Taking the reins of equine genetics
Genetics is not often the first concept that comes to mind when thinking about horses, but for University of Florida Genetics Institute member Samantha Brooks, Ph.D., it is this unique combination that drives her research everyday.
The Brooks Equine Genetics lab focuses on understanding the genetic basis for diseases, disorders and physiological variations in horses, providing owners and breeders with tools for improved horse health and management.
Brooks was recently awarded funding through the UF Institute of Food and Agricultural Sciences for a collaborative project that is the first to use genomic technology to examine stallions with poor-quality frozen semen.
“We hope to map the genes contributing to this condition, leading towards a better understanding of the underlying mechanisms,” said Brooks. “Knowledge of the genes at play might allow us to design targeted protocols to improve viability in stallions prone to low-quality frozen semen.”
As horses are large and expensive to transport, frozen semen enables a stallion to sire foals around the world, Brooks said. Not all stallion semen is created equal – some horse samples have been found to be more tolerant to cryopreservation (freezing) than others, which can significantly limit the marketability of a valuable stallion.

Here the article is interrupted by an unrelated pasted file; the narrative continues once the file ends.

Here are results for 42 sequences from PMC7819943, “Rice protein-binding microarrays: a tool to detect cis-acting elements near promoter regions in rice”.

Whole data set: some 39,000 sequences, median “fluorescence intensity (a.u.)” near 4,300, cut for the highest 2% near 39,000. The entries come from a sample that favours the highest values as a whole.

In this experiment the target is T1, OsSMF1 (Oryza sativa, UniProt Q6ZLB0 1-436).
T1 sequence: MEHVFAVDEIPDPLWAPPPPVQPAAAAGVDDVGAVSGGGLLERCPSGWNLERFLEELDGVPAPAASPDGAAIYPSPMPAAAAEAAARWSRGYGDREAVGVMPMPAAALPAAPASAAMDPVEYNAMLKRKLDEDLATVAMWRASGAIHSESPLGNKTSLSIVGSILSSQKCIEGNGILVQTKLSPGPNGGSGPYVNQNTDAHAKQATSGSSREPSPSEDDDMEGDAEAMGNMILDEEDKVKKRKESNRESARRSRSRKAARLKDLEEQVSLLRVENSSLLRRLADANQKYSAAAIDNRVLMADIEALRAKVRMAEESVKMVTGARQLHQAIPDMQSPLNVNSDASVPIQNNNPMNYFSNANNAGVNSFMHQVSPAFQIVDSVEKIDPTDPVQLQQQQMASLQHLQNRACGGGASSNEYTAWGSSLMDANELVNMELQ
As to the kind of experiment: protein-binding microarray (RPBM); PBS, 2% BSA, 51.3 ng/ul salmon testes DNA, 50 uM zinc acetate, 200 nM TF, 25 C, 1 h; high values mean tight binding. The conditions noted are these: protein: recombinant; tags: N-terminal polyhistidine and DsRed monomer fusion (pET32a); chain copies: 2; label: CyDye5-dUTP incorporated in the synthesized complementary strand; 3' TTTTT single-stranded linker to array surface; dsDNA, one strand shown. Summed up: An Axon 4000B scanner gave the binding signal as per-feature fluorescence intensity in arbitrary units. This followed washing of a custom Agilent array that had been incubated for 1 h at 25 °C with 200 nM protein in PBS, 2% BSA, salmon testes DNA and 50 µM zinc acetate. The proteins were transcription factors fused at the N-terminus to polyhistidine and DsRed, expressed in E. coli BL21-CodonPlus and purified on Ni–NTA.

Teaming up with UF researchers from multiple departments, including her own Department of Animal Sciences, opens doors to a wide range of horse-related genetics research: from the plants they eat and soil they run on, to the flies and parasites they carry, and to time spent in the UF Veterinary Hospital.
According to Brooks, innovations in next-generation DNA sequencing and the decreased costs of genomics research offer an excellent opportunity to study animals outside the traditional lab model, such as horses and other related species.
Born in Lexington, Ky., Brooks has always been “addicted to horses”, which later transformed into an academic interest in the rapidly evolving field of equine genetics. While working on her doctoral dissertation at the University of Kentucky, Brooks found a large chromosome rearrangement that results in an attractive and popular horse-spotting pattern called Tobiano, a discovery she said is a reminder that researchers must sometimes expect the unexpected.
The Brooks lab is a team made up of visiting scholars, postdoctoral associates, graduate students, undergraduate researchers and staff. As an undergraduate student herself, Brooks participated in research that inspired her openness to bringing diverse members into her own lab.
“It was a transformative experience and I am supportive of getting our UF students into the lab, and the field, at every opportunity,” Brooks said. “The UFGI itself is a really forward thinking initiative and I’m looking forward to bringing on Genetics & Genomics graduate students to benefit from the collaborative environment.”
To learn more about Samantha Brooks and the Brooks Equine Genetics lab current research projects, visit www.neighdna.com.